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Councils Explore Online Mapping Tools

Councils Explore Online Mapping Tools

A number of councils across the UK are choosing alternative options for online mapping.

All parts of the public sector have access to a wide range of services from the government-owned mapping agency Ordnance Survey and every local authority makes use of some of the data through OS. A number of councils are choosing alternative options however for online mapping; with several using Google maps and others adopting the wiki-mapping service OpenStreetMap (OSM).

The Ordnance survey has been expanding the range of online services and interfaces for its users and has resulted in a range of choices for online mapping.

Ordnance Survey has been slower to offer the latest services, however has won in terms of accuracy.

Plymouth City Council use Google Maps to present data on traffic and roadworks in the area.

Corporate web manager for Plymouth City Council, David Hodder, said: "Whether we love or hate Google, it's a product people use.

"From our point of view, there's almost zero maintenance after it's created."

Hodder believes online mapping services are accurate, but nowhere near the finished article.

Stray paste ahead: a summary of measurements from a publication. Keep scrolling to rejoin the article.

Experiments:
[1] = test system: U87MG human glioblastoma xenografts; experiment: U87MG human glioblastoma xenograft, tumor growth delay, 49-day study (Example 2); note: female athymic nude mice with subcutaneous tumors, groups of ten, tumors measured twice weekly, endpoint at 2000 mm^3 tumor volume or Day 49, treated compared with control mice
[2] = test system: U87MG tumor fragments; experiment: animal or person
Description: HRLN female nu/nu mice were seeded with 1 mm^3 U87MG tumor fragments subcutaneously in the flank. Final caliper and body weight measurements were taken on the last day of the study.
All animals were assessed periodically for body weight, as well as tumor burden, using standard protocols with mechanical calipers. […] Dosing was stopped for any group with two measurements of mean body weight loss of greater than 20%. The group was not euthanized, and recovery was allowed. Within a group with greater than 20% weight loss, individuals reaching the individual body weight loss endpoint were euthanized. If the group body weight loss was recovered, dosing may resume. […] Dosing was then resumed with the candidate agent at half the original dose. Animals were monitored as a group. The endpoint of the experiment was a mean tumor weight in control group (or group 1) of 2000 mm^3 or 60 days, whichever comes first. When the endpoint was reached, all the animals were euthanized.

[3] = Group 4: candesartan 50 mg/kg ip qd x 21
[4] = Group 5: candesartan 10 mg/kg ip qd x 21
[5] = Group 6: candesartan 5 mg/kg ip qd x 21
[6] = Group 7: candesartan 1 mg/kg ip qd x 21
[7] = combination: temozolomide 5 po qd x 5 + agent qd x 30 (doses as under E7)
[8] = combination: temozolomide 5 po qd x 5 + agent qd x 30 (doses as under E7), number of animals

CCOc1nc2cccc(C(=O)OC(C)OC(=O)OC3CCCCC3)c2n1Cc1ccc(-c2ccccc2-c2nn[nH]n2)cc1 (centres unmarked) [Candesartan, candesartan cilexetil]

He added: "We look at maps in two different ways. There are parks, car parks, nature reserves and so on where it doesn't matter if the pin is five metres to the north.

"Then you've got the operational side of things like planning, where you need to be perfect. We wouldn't use Google Maps for the operational maps."

Surrey Heath Borough Council was an early adopter of OSM. GIS manager, James Rutter, said: "When we started we had the M3 motorway running through the borough and that was it."

Rutter then formed a syndicate with the other Surrey districts to buy the data rights to an aerial survey, and believes many cities are locked into proprietary systems for their websites but Surrey council has made a shift to open-source platforms to generate maps.

He said: "With online mapping, we're also going down the road of consuming services already out there, instead of reinventing the wheel.

"There are still people happy to sit behind their £20,000 GIS installation and get it to do everything. Local authorities shouldn't be paying to build their own infrastructure when there's infrastructure out in the cloud we can use for not much money."


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